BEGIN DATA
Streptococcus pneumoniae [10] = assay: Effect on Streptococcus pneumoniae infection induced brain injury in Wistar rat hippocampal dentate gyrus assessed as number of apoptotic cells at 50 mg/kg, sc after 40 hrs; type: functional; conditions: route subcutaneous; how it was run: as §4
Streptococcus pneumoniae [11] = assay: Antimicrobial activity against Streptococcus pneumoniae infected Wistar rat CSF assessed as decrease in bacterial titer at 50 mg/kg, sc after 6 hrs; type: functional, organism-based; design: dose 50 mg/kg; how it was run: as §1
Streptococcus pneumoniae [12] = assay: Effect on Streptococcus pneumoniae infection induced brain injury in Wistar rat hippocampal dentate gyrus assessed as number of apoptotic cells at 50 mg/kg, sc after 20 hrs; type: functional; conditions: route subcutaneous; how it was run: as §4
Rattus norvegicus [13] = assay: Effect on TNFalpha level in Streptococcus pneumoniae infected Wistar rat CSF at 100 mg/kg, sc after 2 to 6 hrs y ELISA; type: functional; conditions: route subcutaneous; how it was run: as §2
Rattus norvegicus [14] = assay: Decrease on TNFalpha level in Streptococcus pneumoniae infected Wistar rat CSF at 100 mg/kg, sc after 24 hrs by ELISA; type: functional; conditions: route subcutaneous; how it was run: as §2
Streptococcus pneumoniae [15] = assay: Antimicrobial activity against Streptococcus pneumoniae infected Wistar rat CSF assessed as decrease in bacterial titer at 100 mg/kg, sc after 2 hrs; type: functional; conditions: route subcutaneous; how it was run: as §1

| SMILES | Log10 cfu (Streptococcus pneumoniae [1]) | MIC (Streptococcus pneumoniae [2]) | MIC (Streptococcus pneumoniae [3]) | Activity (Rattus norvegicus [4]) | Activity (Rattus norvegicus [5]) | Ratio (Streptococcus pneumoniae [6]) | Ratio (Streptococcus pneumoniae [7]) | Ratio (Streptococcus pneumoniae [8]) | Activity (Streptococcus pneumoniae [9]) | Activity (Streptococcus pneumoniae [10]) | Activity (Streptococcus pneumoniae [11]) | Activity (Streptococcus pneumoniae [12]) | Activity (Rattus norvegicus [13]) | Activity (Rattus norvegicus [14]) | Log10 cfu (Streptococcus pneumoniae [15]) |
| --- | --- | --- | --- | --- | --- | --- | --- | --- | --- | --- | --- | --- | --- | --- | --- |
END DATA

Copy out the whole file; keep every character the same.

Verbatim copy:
Streptococcus pneumoniae [10] = assay: Effect on Streptococcus pneumoniae infection induced brain injury in Wistar rat hippocampal dentate gyrus assessed as number of apoptotic cells at 50 mg/kg, sc after 40 hrs; type: functional; conditions: route subcutaneous; how it was run: as §4
Streptococcus pneumoniae [11] = assay: Antimicrobial activity against Streptococcus pneumoniae infected Wistar rat CSF assessed as decrease in bacterial titer at 50 mg/kg, sc after 6 hrs; type: functional, organism-based; design: dose 50 mg/kg; how it was run: as §1
Streptococcus pneumoniae [12] = assay: Effect on Streptococcus pneumoniae infection induced brain injury in Wistar rat hippocampal dentate gyrus assessed as number of apoptotic cells at 50 mg/kg, sc after 20 hrs; type: functional; conditions: route subcutaneous; how it was run: as §4
Rattus norvegicus [13] = assay: Effect on TNFalpha level in Streptococcus pneumoniae infected Wistar rat CSF at 100 mg/kg, sc after 2 to 6 hrs y ELISA; type: functional; conditions: route subcutaneous; how it was run: as §2
Rattus norvegicus [14] = assay: Decrease on TNFalpha level in Streptococcus pneumoniae infected Wistar rat CSF at 100 mg/kg, sc after 24 hrs by ELISA; type: functional; conditions: route subcutaneous; how it was run: as §2
Streptococcus pneumoniae [15] = assay: Antimicrobial activity against Streptococcus pneumoniae infected Wistar rat CSF assessed as decrease in bacterial titer at 100 mg/kg, sc after 2 hrs; type: functional; conditions: route subcutaneous; how it was run: as §1

| SMILES | Log10 cfu (Streptococcus pneumoniae [1]) | MIC (Streptococcus pneumoniae [2]) | MIC (Streptococcus pneumoniae [3]) | Activity (Rattus norvegicus [4]) | Activity (Rattus norvegicus [5]) | Ratio (Streptococcus pneumoniae [6]) | Ratio (Streptococcus pneumoniae [7]) | Ratio (Streptococcus pneumoniae [8]) | Activity (Streptococcus pneumoniae [9]) | Activity (Streptococcus pneumoniae [10]) | Activity (Streptococcus pneumoniae [11]) | Activity (Streptococcus pneumoniae [12]) | Activity (Rattus norvegicus [13]) | Activity (Rattus norvegicus [14]) | Log10 cfu (Streptococcus pneumoniae [15]) |
| --- | --- | --- | --- | --- | --- | --- | --- | --- | --- | --- | --- | --- | --- | --- | --- |